James McLevy was one of Edinburgh’s first detectives. In his 30 year career, from 1830 until his retirement in 1860, he took on 2,200 cases, and almost always secured a conviction. He frequented the forensics department at the University of Edinburgh, eager to use the latest scientific advances to solve crime. He is said to be the real-life inspiration for Arthur Conan Doyle’s famous detective, Sherlock Holmes.
“Lynx-eyed McLevy” (The Scotsman, 1842), Victorian Edinburgh’s best-known detective, was born in Ballymacnab parish, County Armagh, in 1793/4. By 13 James McLevy was a fine-linen weaver. Married and widowed young, he settled in Edinburgh. Builder Robert Paterson recommended his promising Irish labourer to Captain James Stewart, superintendent of Edinburgh police, in 1830. A dangerous fever in 1833 almost ended McLevy’s new career of night watchman (constable). Warned to stop night work, he tried to resign. Instead Captain Stewart promoted him to criminal officer.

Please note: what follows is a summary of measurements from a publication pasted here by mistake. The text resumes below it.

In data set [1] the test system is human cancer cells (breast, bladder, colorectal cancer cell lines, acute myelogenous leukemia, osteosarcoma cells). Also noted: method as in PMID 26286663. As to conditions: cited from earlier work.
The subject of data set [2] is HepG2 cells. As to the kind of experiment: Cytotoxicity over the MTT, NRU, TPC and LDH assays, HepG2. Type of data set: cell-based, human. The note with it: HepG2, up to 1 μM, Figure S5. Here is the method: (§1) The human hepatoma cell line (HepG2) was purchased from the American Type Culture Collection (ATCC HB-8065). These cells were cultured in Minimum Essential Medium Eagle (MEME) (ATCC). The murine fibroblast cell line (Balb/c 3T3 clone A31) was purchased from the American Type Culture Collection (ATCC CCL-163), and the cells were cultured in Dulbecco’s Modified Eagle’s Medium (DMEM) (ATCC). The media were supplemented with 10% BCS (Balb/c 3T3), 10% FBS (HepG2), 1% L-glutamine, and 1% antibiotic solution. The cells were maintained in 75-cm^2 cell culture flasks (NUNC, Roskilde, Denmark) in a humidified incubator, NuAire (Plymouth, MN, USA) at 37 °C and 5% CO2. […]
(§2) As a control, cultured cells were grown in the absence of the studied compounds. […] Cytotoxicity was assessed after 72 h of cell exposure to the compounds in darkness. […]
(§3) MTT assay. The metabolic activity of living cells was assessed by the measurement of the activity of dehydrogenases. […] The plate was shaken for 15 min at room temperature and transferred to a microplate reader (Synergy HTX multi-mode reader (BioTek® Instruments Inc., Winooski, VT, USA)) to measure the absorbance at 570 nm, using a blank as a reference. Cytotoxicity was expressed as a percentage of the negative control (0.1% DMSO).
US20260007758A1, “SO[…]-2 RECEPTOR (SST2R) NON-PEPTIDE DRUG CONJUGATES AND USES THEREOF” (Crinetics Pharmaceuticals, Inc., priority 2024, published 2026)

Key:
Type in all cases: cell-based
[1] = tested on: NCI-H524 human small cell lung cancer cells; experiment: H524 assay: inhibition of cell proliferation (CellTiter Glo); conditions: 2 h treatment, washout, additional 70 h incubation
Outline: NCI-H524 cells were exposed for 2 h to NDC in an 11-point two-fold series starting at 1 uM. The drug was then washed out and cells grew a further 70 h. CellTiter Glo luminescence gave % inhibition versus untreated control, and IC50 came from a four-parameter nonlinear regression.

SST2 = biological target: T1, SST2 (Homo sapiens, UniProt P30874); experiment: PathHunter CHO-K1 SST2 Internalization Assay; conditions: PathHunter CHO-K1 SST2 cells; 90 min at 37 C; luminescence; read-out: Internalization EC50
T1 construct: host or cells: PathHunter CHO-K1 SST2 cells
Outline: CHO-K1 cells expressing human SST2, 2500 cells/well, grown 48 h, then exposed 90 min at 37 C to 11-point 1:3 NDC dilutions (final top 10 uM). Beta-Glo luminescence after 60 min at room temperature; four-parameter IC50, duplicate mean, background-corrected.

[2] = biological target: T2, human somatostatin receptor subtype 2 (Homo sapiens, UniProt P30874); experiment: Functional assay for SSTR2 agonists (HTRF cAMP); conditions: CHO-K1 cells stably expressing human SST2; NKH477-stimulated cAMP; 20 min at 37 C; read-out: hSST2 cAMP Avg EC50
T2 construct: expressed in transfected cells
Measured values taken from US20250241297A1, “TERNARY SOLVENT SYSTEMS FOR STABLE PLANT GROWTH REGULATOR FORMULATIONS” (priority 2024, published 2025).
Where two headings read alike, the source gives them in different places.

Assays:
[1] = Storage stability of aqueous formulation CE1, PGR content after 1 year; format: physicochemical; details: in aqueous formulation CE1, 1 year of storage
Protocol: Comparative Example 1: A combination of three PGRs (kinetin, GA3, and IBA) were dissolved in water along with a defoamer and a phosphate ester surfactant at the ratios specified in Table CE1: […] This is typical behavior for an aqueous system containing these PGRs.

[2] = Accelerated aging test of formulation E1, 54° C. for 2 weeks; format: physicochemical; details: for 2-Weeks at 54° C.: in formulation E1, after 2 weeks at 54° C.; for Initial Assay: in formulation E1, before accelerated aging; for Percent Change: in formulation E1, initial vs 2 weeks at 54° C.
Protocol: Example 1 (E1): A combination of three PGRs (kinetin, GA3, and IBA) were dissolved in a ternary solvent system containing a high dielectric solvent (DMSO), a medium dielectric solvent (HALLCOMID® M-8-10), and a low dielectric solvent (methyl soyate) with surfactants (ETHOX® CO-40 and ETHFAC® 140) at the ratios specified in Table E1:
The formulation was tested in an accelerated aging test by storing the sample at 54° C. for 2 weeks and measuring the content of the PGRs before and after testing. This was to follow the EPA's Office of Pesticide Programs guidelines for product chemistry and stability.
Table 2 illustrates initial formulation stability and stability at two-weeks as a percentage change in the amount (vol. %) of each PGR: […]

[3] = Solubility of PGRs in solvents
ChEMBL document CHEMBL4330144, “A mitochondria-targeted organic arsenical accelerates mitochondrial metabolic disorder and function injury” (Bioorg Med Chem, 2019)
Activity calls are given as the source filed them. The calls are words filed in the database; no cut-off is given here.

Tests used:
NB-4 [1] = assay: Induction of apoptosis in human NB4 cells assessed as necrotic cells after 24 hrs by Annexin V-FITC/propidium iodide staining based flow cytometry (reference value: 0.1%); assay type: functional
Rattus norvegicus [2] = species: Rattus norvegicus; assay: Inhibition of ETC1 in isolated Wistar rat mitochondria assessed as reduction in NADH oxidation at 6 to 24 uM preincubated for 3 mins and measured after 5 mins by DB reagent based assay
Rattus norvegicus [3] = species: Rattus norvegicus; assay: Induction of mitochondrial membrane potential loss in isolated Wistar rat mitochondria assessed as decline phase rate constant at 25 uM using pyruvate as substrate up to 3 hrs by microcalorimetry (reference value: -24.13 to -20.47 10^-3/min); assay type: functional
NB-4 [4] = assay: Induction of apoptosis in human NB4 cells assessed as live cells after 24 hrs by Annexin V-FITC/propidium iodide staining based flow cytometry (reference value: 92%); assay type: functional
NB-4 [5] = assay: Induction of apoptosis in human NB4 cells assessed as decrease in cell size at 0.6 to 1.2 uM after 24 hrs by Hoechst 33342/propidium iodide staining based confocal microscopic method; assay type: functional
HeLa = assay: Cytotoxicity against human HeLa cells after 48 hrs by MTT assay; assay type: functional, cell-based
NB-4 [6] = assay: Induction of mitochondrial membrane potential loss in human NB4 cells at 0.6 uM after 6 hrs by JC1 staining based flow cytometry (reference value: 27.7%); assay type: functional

“For a thief or robber to be ferreted out or pursued by M’Levy was held equal to his being caught”, wrote a contemporary. Widely publicised exploits included giving evidence to a House of Commons select committee on transportation in 1856.
In retirement he launched a new career of writer. Curiosities of Crime in Edinburgh, true crime stories (slightly embellised), appeared in 1861 and sold out fast. His second volume, The Sliding Scale of Life, was a hit too.
After his death in 1873, his stories inspired William Crawford Honeyman’s fictitious Edinburgh detective, James McGovan, and, of course, he is widely cited as the inspiration for Arthur Conan Doyle’s Sherlock Holmes.